Antibodies that inhibit fusion of human immunodeficiency virus-infected cells bind a 24-amino acid sequence of the viral envelope, gp120.
Antisera to recombinant human immunodeficiency virus (HIV) proteins containing the entire envelope, gp160, or the central portion of the envelope, PB1, can inhibit fusion of virally infected cells in culture. This fusion inhibition is HIV-variant specific--that is, anti-gp160-IIIB inhibits fusion of isolate HTLV-IIIB-infected cells but not of isolate HTLV-IIIRF-infected cells. Both anti-gp160 and anti-PB1 are completely blocked in fusion inhibition activity by the addition of PB1 protein. A 24-amino acid peptide (RP135, amino acids 307-330) completely blocks fusion inhibition activity of both antisera and also blocks the activity of serum from a chimpanzee infected with HTLV-IIIB. Thus, the principal epitope that elicits fusion-inhibiting antibodies is located in the central portion of gp120.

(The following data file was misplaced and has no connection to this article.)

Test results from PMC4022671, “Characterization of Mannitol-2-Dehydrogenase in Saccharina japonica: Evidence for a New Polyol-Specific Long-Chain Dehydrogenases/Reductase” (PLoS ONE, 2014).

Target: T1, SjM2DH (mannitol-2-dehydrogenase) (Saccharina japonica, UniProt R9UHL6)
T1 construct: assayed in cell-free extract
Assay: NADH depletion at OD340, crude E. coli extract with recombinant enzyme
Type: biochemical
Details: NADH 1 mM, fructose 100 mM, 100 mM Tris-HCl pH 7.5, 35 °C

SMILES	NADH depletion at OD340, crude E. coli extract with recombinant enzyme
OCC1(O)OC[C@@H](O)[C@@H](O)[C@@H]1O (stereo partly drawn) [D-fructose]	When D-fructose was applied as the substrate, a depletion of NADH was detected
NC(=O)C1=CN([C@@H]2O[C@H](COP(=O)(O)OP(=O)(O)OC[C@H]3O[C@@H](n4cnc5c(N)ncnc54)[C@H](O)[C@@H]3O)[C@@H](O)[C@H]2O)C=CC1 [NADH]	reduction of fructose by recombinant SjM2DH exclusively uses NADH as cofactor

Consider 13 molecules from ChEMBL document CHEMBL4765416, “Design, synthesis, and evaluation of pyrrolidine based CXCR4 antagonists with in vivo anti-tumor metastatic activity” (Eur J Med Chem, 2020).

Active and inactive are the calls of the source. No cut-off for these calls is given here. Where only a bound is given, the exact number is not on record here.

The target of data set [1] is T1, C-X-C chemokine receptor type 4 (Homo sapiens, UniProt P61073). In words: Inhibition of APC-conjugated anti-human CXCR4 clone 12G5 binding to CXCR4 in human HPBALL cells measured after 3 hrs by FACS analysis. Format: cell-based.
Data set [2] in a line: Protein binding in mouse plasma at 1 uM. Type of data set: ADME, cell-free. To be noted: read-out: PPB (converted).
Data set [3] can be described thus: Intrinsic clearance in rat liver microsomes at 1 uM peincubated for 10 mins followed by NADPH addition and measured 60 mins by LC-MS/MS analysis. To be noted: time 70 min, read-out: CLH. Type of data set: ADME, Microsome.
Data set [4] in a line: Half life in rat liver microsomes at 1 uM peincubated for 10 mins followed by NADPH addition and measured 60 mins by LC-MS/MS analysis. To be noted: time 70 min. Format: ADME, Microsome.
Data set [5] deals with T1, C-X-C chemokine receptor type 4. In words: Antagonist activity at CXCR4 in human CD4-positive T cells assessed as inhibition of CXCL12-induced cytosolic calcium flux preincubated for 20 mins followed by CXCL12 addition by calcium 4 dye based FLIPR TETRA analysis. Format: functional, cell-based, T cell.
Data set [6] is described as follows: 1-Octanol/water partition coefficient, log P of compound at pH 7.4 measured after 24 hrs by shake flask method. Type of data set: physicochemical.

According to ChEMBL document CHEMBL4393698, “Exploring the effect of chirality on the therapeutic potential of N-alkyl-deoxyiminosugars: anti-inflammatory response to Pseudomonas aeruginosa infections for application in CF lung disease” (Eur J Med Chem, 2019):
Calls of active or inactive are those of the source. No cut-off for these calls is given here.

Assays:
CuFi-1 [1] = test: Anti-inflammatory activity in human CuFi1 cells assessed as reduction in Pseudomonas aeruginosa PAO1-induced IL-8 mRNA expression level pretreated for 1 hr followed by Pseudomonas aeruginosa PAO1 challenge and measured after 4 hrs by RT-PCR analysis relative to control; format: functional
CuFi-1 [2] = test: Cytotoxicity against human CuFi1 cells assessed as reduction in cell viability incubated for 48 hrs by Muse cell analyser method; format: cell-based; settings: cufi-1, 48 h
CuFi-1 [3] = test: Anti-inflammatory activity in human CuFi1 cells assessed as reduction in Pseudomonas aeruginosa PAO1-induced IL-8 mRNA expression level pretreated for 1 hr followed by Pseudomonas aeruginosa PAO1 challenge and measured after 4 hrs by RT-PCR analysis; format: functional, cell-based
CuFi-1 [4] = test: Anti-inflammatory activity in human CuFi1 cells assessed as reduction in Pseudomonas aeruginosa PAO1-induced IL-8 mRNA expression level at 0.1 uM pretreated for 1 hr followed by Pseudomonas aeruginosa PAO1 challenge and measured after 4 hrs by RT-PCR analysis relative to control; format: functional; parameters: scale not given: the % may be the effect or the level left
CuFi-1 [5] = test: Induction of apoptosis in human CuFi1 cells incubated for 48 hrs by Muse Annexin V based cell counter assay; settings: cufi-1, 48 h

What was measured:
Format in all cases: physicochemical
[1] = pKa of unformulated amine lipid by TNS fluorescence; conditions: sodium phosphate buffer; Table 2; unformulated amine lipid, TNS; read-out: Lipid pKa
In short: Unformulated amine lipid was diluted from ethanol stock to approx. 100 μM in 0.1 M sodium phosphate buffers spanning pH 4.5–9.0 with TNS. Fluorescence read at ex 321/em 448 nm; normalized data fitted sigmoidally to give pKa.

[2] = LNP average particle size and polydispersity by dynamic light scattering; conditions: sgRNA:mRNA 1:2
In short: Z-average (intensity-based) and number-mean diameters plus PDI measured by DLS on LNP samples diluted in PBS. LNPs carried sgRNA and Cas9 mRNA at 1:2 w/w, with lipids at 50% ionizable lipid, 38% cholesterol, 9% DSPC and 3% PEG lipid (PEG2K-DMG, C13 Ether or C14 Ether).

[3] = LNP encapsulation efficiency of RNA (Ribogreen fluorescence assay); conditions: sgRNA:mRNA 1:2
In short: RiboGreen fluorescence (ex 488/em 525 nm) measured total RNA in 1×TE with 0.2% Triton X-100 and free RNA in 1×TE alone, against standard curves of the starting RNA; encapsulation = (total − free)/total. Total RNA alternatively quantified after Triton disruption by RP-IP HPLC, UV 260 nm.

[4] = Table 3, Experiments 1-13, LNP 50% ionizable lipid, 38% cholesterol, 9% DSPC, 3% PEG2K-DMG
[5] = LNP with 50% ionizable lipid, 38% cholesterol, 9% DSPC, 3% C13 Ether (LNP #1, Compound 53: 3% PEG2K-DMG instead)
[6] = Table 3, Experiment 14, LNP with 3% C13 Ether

Rusche, JR; Javaherian, K; McDanal, C; Petro, J; Lynn, DL; Grimaila, R; Langlois, A; Gallo, RC; Arthur, LO; Fischinger, PJ
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